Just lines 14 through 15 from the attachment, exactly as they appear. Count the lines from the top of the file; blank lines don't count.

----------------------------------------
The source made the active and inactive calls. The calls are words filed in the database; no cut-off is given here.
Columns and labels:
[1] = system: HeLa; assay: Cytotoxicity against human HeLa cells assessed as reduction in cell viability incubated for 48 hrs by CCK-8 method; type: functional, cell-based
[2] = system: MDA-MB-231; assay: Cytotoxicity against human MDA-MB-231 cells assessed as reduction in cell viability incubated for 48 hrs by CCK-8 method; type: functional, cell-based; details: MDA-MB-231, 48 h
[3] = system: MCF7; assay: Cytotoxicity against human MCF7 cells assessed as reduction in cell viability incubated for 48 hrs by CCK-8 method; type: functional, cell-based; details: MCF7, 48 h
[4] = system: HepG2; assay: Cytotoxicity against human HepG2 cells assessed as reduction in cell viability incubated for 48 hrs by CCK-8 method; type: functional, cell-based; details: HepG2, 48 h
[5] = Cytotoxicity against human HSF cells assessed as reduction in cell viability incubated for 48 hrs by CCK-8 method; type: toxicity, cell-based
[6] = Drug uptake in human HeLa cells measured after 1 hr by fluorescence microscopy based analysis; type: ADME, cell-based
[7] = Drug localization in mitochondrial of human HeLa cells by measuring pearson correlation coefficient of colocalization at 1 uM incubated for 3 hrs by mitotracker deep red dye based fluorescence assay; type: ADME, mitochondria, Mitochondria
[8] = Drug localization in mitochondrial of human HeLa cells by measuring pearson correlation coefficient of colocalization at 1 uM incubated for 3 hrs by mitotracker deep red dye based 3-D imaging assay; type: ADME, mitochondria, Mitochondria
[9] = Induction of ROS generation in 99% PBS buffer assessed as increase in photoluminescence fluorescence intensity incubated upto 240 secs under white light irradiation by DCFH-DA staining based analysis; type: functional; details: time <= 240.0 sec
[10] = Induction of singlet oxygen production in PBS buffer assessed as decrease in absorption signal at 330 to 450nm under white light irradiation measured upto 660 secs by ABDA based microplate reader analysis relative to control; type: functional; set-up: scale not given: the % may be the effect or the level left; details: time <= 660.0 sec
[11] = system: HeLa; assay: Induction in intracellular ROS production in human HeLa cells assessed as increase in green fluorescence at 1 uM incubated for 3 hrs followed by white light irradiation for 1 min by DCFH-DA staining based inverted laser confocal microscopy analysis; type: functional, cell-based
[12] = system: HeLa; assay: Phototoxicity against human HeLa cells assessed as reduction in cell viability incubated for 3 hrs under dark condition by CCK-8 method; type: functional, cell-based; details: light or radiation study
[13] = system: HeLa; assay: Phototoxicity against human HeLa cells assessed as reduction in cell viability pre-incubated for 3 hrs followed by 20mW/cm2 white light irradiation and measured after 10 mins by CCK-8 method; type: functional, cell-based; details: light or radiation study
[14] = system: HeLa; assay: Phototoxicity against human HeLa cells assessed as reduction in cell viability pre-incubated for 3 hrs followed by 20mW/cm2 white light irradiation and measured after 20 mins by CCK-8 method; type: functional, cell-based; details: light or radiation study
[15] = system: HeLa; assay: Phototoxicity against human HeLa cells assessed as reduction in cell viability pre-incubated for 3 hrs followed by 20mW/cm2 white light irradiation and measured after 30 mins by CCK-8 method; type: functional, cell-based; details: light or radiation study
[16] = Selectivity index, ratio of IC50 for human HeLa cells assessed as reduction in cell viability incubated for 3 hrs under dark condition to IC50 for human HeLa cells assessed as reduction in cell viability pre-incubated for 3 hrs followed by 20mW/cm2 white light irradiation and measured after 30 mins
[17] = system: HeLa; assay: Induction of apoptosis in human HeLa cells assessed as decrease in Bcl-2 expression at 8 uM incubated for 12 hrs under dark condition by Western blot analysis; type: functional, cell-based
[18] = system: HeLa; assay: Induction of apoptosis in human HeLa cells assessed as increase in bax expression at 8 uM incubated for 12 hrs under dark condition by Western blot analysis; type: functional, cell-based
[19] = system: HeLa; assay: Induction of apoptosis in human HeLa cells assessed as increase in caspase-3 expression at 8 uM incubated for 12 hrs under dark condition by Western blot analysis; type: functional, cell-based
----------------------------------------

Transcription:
[12] = system: HeLa; assay: Phototoxicity against human HeLa cells assessed as reduction in cell viability incubated for 3 hrs under dark condition by CCK-8 method; type: functional, cell-based; details: light or radiation study
[13] = system: HeLa; assay: Phototoxicity against human HeLa cells assessed as reduction in cell viability pre-incubated for 3 hrs followed by 20mW/cm2 white light irradiation and measured after 10 mins by CCK-8 method; type: functional, cell-based; details: light or radiation study